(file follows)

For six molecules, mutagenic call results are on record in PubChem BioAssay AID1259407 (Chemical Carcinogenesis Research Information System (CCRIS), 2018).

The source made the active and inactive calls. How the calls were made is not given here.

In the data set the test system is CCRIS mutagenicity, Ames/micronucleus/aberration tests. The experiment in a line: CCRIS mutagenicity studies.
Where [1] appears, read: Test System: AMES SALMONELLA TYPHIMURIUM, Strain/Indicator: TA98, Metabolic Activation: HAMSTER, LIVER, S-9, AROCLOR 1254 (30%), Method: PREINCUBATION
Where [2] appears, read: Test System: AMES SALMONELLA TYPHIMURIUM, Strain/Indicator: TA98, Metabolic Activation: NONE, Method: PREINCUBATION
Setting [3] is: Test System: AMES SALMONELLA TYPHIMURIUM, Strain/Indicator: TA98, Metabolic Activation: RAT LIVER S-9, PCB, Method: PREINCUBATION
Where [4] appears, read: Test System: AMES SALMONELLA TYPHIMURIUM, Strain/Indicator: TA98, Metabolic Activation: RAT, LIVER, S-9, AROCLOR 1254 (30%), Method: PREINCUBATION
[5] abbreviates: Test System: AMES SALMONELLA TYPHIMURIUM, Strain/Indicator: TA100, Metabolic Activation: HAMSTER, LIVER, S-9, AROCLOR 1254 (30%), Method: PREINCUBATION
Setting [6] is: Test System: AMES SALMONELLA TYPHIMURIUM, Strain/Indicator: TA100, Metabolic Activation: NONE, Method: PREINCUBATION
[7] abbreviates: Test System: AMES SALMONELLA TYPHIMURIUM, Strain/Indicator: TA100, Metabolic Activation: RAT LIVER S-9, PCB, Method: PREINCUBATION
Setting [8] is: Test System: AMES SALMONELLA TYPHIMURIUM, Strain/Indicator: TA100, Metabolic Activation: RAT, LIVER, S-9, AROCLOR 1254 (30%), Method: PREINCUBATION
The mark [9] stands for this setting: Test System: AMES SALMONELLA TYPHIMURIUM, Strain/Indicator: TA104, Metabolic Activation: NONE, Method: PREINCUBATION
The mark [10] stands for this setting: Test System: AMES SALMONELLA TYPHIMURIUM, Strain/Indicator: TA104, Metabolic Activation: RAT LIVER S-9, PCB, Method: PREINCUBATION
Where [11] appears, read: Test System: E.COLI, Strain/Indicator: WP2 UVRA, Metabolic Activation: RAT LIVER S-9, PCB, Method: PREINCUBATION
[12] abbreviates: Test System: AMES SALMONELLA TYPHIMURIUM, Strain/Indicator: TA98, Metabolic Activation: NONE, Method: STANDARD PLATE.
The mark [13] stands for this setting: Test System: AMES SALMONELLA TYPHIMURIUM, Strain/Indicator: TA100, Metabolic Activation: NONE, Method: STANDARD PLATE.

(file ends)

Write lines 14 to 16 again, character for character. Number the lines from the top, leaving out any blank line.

Where [11] appears, read: Test System: E.COLI, Strain/Indicator: WP2 UVRA, Metabolic Activation: RAT LIVER S-9, PCB, Method: PREINCUBATION
[12] abbreviates: Test System: AMES SALMONELLA TYPHIMURIUM, Strain/Indicator: TA98, Metabolic Activation: NONE, Method: STANDARD PLATE.
The mark [13] stands for this setting: Test System: AMES SALMONELLA TYPHIMURIUM, Strain/Indicator: TA100, Metabolic Activation: NONE, Method: STANDARD PLATE.